Safety Tips: Soccer
Soccer is an exciting, fast-paced game that's lots of fun to play. It's easy to learn and a great source of exercise. But soccer is a contact sport, and injuries can happen. To keep things as safe as possible while playing soccer, follow these safety tips.
Safe Soccer Gear
Safe soccer gear includes:
- Soccer cleats to prevent slipping. Soccer cleats should have molded cleats or ribbed soles. They need to fit properly and be laced up tightly each time you play.
- Shin guards to prevent shinbone injury. Shin guards should mold to the shin, end just below the knee, and fit snugly around the ankle bone. Take your soccer socks and cleats with you when you buy shin guards to be sure that they'll fit properly.
- Other gear. Mouthguards protect a player's teeth, lips, cheeks, and tongue. Goalies should wear long-sleeved shirts, pants or shorts with padding, and specialized goalie gloves to protect their hands while stopping shots.
Safe Soccer Practice
Be sure that the team has a coach who emphasizes safe, fair play at practices and games. This includes following national rules on how often, if at all, players can hit the ball with their head ("head the ball"). Heading the ball can lead to a concussion and/or neck injury.
To prevent injuries during practice, players should:
- Get a sports physical before starting any new sport.
- Check the field to make sure there are no holes or other obstacles, including debris and broken glass. Store extra balls and equipment well off to the sides of the field before a practice or game starts.
- Check the goals at each end of the field to make sure they're safe. Goals should be attached to the ground, and goal posts should be well padded. If the field is wet, use synthetic, nonabsorbent balls. Leather balls can become waterlogged and very heavy, increasing the risk of injury.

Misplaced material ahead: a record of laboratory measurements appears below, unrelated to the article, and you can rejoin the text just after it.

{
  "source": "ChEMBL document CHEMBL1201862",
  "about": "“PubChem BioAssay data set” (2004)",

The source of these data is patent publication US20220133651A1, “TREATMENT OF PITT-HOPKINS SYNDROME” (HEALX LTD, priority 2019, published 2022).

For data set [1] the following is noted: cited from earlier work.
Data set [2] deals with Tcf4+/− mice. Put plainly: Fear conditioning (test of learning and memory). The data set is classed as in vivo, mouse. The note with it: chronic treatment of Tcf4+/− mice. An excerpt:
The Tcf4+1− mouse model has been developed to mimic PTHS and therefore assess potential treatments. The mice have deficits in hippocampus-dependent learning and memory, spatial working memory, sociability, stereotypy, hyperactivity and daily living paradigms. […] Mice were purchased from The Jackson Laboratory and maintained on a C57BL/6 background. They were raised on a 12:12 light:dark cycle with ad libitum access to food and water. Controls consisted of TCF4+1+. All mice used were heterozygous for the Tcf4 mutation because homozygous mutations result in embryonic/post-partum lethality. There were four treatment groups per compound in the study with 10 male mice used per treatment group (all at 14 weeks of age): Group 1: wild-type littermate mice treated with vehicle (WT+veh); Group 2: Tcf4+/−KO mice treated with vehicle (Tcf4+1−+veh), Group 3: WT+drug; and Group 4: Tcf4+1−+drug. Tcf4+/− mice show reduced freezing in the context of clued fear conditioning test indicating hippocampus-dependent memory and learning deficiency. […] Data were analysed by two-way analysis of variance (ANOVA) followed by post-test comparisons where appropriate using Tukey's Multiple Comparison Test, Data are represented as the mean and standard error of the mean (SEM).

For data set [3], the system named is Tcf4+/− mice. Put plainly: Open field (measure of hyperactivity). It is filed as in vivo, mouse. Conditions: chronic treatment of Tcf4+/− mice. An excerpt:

- Remove any piercings or jewelry before playing.
- Always warm up and stretch before playing.
- Learn and use proper techniques, especially when heading the ball.
- Stop training if they get hurt or feel pain. Players should get checked by an athletic trainer, coach, doctor, or nurse before going back on the field.
- Stay hydrated, particularly on hot, sunny days, by drinking plenty of fluids before, during, and after games and practices.
- Knows the team plan for emergencies.
- Play different sports throughout the year to prevent overuse injuries.
During games, players should:
- Follow all safety rules used during practice.
- Know the rules of the game and follow them.
- Be respectful of the referees and not argue with their calls.
- Stay calm if an opposing player collides with them or does something they disagree with. Don't take it personally. Let the referees handle the situation, and never start a fight with another player.
Note: All information is for educational purposes only. For specific medical advice, diagnoses, and treatment, consult your doctor.
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